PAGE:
Although Margaret Thatcher and her personal ideology no doubt formed the basis for where we are today, the fact is that her initial foundations have been built upon and added to by a succession of likeminded individuals, all of whom have been in enthralled by the "Iron Lady" and her theories of monetarism and the free market. The likes of John Major, Tony Blair and Gordon Brown are all equally guilty of building upon the social divisions and deprivations initially set out by Thatcher, to the extent that there is little if any chance of these changes ever being undone by any future government, even if they wanted to.
Now more than ever there is a need for our vital services, our water, gas, electricity, health services, housing, schools and transport infrastructure to be safeguarded by government, yet they would seek to hand over what little is left to private interests, despite the fact that this would leave them open to rampant financial exploitation, thereby making them scarcer and far more expensive to the consumer. However, if you happen to be wealthy, greedy or acquisitive then you probably won't be that bothered, as you'll be able to pay the costs of such vital services, regardless of whether or not your poorer neighbour can or not.
After all, if you happen to be a follower of the Mail, the Express, or the Telegraph, then you'll need no persuading that virtually all benefit recipients are work-shy listless layabouts, who struggle to raise themselves simply to sign on every now and again. just look at the case of Mick Philpott, proof, if proof were needed; that some benefit recipients are not only lazy, but potentially dangerous too. It must be true mustn't it, because it says so in these quality papers? Also, if you're a true believer in these same newspaper's articles and editorials, then you definitely wouldn't think about being treated in a NHS hospital, where the nurses generally treat you like you're a prison inmate, assuming of course that they can be dragged away from their computers where they're busily surfing the net. Not that it's related of course, but it is interesting to note that many of these same newspaper articles and editorials just happen to carry banner advertising for one of the many private healthcare companies that are busily establishing themselves around the country. But of course that'll just a happy coincidence, won't it?
Interestingly, the BBC ran a piece about the expansion of the old class system, which suggested that the old three class system, the upper, middle and lower classes have been superceded by seven new classes, giving a fresh view of where the British population sits in their standing to one another. Of course, it might well be viewed that modern Britain could easily be broken down into pairs of distinct classes, the "haves" and "have-not", the "rich" and the "poor", or "northerners" and "southerners", or better still, the "plebs" and "patricians", whichever of these particular terms happens to rock your boat.
Whatever your preference, there seems little doubt that Britain is more divided now than at any time during its recent history; and possibly since the United Kingdom was formally created by the various national treaties. It cannot just be coincidence that all three regional assemblies have seriously contemplated full political separation, resulting in Scotland actually holding a national referendum on the subject in 2014? Despite the fact that such campaigns are likely to be unsuccessful in the short term, the fact that they're being thought about, talked about and even planned seems to say much about the divided nature of British society, none of it good. Increasingly, the northernmost regions of England are beginning to express their disillusionment with and detachment from their southern neighbours, to the extent that the idea of a fully regionalised and therefore separated England is no longer thought of as unimaginable, but is inevitably becoming possible to contemplate. For the southern counties of England, especially London, there is probably much to recommend the idea of an entirely separate capital state, one that owes no political allegiance or indeed financial support to its much poorer northerly cousins; and one cannot imagine that they would lose much sleep over the fate of the millions of people who presently live beyond the limits of the M25.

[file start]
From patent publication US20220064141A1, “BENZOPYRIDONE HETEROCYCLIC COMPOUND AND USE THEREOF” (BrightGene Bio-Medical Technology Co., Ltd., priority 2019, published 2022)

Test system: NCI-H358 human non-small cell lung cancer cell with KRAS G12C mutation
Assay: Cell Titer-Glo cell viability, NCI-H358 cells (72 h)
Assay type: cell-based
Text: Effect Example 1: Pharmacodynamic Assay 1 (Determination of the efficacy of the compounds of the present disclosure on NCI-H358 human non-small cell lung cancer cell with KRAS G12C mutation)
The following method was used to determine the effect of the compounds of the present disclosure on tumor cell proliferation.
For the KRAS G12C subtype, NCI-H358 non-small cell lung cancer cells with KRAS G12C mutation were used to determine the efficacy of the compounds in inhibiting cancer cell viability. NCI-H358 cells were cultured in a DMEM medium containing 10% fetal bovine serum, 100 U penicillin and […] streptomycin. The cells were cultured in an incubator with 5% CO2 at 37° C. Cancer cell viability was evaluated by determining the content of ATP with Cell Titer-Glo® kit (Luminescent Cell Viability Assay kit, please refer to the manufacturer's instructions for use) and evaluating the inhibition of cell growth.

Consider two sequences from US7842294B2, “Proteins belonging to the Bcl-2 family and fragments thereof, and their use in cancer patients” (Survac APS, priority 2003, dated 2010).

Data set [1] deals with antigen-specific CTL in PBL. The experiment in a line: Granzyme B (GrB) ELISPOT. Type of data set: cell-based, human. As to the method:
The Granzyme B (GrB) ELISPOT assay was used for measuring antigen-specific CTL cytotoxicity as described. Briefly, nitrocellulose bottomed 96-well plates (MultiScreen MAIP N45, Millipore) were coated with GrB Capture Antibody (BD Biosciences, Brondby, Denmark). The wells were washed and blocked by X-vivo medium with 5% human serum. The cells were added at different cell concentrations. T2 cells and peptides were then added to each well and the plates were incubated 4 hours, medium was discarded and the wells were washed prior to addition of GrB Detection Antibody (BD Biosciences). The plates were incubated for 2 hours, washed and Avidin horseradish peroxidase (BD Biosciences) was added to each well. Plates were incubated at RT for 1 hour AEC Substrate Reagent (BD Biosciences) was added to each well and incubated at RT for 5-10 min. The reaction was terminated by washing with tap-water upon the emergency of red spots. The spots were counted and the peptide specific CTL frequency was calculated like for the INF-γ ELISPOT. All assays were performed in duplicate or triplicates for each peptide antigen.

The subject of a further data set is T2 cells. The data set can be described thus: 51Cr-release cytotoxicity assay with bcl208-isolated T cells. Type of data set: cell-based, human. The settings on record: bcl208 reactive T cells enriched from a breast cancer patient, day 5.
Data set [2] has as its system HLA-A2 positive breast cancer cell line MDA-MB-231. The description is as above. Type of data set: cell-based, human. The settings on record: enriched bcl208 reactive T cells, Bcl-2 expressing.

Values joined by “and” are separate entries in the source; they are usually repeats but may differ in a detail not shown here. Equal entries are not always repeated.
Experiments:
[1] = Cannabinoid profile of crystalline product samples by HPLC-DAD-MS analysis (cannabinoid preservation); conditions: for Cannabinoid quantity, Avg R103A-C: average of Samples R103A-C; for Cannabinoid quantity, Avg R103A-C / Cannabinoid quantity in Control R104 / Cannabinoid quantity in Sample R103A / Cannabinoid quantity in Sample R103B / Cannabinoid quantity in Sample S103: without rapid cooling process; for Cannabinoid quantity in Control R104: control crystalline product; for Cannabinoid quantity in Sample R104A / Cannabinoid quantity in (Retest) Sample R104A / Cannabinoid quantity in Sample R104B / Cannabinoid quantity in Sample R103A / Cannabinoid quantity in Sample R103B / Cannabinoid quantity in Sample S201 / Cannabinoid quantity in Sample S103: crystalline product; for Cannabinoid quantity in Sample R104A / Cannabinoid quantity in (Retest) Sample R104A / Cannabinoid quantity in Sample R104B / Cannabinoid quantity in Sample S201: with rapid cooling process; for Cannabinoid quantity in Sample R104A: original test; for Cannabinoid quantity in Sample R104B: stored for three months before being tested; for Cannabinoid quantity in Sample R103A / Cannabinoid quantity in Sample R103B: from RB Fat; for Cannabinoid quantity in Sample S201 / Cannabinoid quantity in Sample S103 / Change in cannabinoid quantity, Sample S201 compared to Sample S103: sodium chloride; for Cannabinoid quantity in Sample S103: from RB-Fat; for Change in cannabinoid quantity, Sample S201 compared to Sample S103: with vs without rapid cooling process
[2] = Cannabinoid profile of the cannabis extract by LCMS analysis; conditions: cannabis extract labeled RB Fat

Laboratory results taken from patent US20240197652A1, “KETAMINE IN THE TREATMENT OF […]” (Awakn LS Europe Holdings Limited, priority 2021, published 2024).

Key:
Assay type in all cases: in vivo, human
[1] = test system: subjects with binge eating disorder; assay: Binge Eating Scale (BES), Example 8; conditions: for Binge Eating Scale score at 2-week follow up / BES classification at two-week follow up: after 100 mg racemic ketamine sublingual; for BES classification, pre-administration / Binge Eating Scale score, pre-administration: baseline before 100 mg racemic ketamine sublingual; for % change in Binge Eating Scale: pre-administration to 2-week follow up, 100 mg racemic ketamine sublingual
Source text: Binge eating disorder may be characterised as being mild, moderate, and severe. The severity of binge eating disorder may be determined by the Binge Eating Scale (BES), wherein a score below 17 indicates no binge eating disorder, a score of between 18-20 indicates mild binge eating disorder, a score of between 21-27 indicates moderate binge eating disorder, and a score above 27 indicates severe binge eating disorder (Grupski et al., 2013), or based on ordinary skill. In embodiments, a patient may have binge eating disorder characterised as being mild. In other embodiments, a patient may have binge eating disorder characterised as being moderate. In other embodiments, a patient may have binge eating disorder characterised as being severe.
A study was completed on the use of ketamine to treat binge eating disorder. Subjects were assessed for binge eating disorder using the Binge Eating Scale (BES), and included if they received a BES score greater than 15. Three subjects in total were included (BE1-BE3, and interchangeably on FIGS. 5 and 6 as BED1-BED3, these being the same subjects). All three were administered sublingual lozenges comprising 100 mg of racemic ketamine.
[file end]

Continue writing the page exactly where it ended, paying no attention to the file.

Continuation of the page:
Although the idea of a federal UK, or even a regionalised England might seem fanciful today, given that there seems to be growing tensions between the North and South, England and Scotland, England and Wales, as well as between the mainland UK and Northern Ireland, over time these tensions and differences are almost certain to increase, leading to an erosion of the common ties of Britishness that have previously held the four home nations together. Even though no-one could legitimately claim that Margaret Thatcher, John Major, Tony Blair or even Gordon Brown have deliberately or purposefully set out to fracture the historic cohesion of these four distinct nations, ultimately their shared destruction and undermining of our country's common ties, including its culture, habits, populations and laws have undeniably helped to cultivate the very worst of people's human nature; at the same time eroding the very best of the British character.
Today, large numbers of our Parliamentarians celebrated the life of our former Prime Minister, Margaret Thatcher, recalling how, in their opinion, she had saved this country from its own self destructive impulses and from the enemy within, the working classes who had helped build our country in the first place. Today in the Commons, fictions largely replaced facts, and party political ideology replaced personal integrity, as one after another elected representatives revised our country's recent history in an attempt to eulogise and lionise the chief architect of our nation's social, political and economic decline, Margaret Thatcher.